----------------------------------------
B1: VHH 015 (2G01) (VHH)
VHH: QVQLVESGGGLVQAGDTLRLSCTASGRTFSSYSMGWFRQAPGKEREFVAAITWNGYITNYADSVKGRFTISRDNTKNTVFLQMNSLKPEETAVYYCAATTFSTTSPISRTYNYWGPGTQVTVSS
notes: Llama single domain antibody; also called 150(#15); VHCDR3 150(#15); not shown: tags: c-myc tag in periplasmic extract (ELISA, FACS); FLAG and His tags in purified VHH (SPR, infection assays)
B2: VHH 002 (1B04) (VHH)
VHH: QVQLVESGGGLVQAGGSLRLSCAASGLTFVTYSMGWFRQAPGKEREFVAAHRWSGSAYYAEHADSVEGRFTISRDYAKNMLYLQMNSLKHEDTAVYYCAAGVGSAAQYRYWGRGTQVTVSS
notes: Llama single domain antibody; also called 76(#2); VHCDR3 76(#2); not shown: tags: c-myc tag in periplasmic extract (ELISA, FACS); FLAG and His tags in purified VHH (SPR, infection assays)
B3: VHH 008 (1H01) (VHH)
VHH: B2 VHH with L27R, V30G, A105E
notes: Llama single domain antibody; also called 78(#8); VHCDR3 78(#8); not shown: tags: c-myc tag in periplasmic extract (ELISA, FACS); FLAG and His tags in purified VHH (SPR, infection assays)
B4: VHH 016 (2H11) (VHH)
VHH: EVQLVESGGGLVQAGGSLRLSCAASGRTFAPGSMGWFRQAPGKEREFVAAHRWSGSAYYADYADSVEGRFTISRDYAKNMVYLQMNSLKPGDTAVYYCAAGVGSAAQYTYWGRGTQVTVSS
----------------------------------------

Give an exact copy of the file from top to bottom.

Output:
B1: VHH 015 (2G01) (VHH)
VHH: QVQLVESGGGLVQAGDTLRLSCTASGRTFSSYSMGWFRQAPGKEREFVAAITWNGYITNYADSVKGRFTISRDNTKNTVFLQMNSLKPEETAVYYCAATTFSTTSPISRTYNYWGPGTQVTVSS
notes: Llama single domain antibody; also called 150(#15); VHCDR3 150(#15); not shown: tags: c-myc tag in periplasmic extract (ELISA, FACS); FLAG and His tags in purified VHH (SPR, infection assays)
B2: VHH 002 (1B04) (VHH)
VHH: QVQLVESGGGLVQAGGSLRLSCAASGLTFVTYSMGWFRQAPGKEREFVAAHRWSGSAYYAEHADSVEGRFTISRDYAKNMLYLQMNSLKHEDTAVYYCAAGVGSAAQYRYWGRGTQVTVSS
notes: Llama single domain antibody; also called 76(#2); VHCDR3 76(#2); not shown: tags: c-myc tag in periplasmic extract (ELISA, FACS); FLAG and His tags in purified VHH (SPR, infection assays)
B3: VHH 008 (1H01) (VHH)
VHH: B2 VHH with L27R, V30G, A105E
notes: Llama single domain antibody; also called 78(#8); VHCDR3 78(#8); not shown: tags: c-myc tag in periplasmic extract (ELISA, FACS); FLAG and His tags in purified VHH (SPR, infection assays)
B4: VHH 016 (2H11) (VHH)
VHH: EVQLVESGGGLVQAGGSLRLSCAASGRTFAPGSMGWFRQAPGKEREFVAAHRWSGSAYYADYADSVEGRFTISRDYAKNMVYLQMNSLKPGDTAVYYCAAGVGSAAQYTYWGRGTQVTVSS